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Acute mastoiditis typically presents following AOM or may be the first sign of AOM. Symptoms are present for ≪1 month.
Subdivided into two stages
Subacute mastoiditis (masked mastoiditis): indolent process, may occur with insufficiently treated AOM
Chronic mastoiditis: due to failed treatment of chronic otitis media. Usually associated with cholesteatoma; symptoms last months to years.
Children > adults
Most common in children ≪2 years of age
In children: males > females
Subclinical stage begins with AOM causing inflammation of mastoid air cells (likely present in all cases of AOM)
Obstruction of the aditus ad antrum (connecting the tympanic cavity and mastoid)
Increased pressure from fluid within the air cells leads to destruction of bony septae (acute mastoid osteitis/acute coalescent mastoiditis).
Acute mastoid osteitis can spread to adjacent areas in head and neck with abscess formation:
AOM: Haemophilus influenzae, S. pneumoniae
Acute mastoiditis: Streptococcus pneumoniae (most common), Streptococcus pyogenes, H. influenzae, Staphylococcus aureus (including methicillin-resistant Staphylococcus aureus [MRSA])
Chronic mastoiditis: Pseudomonas aeruginosa, S. aureus, Enterobacteriaceae, anaerobic bacteria, polymicrobials 3
Recurrent AOM or chronic suppurative otitis media
Pneumococcal conjugate vaccine
Early referral to ENT for chronic otitis media
Appropriate diagnosis and treatment of AOM
Prevention of recurrent AOM
Treat chronic eustachian tube dysfunction (pressure equalization tubes).
Identify cholesteatoma early.
Most common symptoms in infancy 2[A]
Pain/redness/swelling noted over mastoid.
At the time of admission 2[A]
Suspicion for mastoiditis increases when symptoms of AOM persist >2 weeks.
Postauricular changes: erythema, tenderness, edema, and/or fluctuance (81-85%) 2[A]
Bulging, erythematous, or dull tympanic membrane (60-71%)
Protrusion of auricle (79%)
Otorrhea if tympanic membrane is perforated
Edema of external auditory canal
Tympanic membrane (TM) can be normal in 10% of patients.
Postauricular cellulitis or inflammatory adenopathy
Severe otitis externa
Benign neoplasm: aneurysmal bone cyst, fibrous dysplasia
Malignant neoplasm: rhabdomyosarcoma, neuroblastoma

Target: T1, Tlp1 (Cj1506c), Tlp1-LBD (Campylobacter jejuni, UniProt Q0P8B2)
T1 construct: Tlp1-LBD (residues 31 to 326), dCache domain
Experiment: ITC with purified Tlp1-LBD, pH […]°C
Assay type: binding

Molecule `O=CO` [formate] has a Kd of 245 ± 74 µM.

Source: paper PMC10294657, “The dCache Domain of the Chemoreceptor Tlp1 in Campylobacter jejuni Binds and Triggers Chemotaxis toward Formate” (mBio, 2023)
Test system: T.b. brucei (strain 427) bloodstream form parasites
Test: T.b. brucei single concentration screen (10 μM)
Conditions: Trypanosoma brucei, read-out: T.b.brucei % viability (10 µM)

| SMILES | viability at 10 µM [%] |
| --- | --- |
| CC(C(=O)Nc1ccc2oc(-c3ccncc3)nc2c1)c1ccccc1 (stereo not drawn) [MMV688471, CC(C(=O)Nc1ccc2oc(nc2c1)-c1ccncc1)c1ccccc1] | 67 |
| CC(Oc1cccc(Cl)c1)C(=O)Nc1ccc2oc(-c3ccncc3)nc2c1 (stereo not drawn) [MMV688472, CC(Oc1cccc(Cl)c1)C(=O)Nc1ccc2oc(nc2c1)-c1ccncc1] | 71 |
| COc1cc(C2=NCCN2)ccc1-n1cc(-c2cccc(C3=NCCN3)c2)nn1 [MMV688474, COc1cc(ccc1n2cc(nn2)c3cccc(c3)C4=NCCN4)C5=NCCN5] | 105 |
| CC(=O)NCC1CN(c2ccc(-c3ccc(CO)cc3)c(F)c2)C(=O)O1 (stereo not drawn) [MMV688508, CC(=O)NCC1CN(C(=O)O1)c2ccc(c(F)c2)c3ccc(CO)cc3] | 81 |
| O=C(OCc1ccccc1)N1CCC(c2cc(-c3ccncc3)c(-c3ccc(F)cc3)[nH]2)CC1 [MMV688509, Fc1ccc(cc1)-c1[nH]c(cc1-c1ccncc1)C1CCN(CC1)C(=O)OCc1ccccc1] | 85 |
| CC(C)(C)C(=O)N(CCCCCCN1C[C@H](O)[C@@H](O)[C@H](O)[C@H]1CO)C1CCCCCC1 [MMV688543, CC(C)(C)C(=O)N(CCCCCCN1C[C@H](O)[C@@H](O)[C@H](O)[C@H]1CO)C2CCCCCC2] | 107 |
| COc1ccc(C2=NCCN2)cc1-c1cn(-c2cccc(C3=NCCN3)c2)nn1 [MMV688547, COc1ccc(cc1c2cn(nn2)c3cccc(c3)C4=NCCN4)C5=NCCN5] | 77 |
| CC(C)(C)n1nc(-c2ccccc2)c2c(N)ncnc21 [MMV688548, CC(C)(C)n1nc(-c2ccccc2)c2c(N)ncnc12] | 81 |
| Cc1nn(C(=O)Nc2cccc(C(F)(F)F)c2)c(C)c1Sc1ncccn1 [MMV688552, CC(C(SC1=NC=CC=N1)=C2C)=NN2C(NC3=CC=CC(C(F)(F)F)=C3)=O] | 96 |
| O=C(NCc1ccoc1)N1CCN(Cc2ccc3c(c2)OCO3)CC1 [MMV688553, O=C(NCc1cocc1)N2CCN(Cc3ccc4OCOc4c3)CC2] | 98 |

Deep neck space infections
CBC with differential: increased WBC count 4[C]
Elevated erythrocyte sedimentation rate (ESR) and C-reactive protein (CRP) 3,4
Myringotomy/tympanocentesis: Send for cultures, Gram stain, acid-fast stain 2[B].
Mastoiditis is often a clinical diagnosis. CT confirms diagnosis and identifies regional complications.
If obvious physical exam and/or historical findings are absent, temporal bone imaging is recommended for patients with cervical or postauricular findings 5.
Plain radiographs of mastoid have low diagnostic yield but may show distortion of mastoid outline or clouding of mastoid air cells. These changes are not diagnostic and can also be seen in AOM.
CT findings (97% sensitivity; 94% positive predictive value) 6
CT of temporal bone with contrast helps identify suppurative extension 5[C].
Technetium-99m bone scan is more sensitive to osteolytic changes than CT.
Indications for CT scan in children 6[C]
MRI use increasing; may see increased fluid signal of mastoid air cells on T2-weighted MRI—an incidental finding in the absence of clinical signs
Tympanocentesis to obtain middle ear fluid for culture and sensitivity 2[B]
Myringotomy with culture (also therapeutic)
Audiography if suspected hearing loss
Obtain CSF if intracranial extension suspected.
Biopsy tissue protruding through TM or tympanostomy tube
IV antibiotics and myringotomy (± tympanostomy tubes) is the preferred treatment for uncomplicated acute mastoiditis (reflecting a shift away from more invasive surgical treatment).
Simple mastoidectomy is recommended for patients not responding to treatment after 3 to 5 days to avoid intracranial complications 7[C].
Inpatient care during acute phase for IV antibiotics
Keep the affected ear dry.
Empiric antibiotics against most common organisms: Streptococcus pneumoniae (including multiple resistant strains), Streptococcus pyogenes, Staphylococcus aureus (including MRSA), P. aeruginosa
Use combination therapy with 3rd generation cephalosporin (ceftriaxone or cefotaxime) plus clindamycin with additional coverage for resistant strains 5,7[C].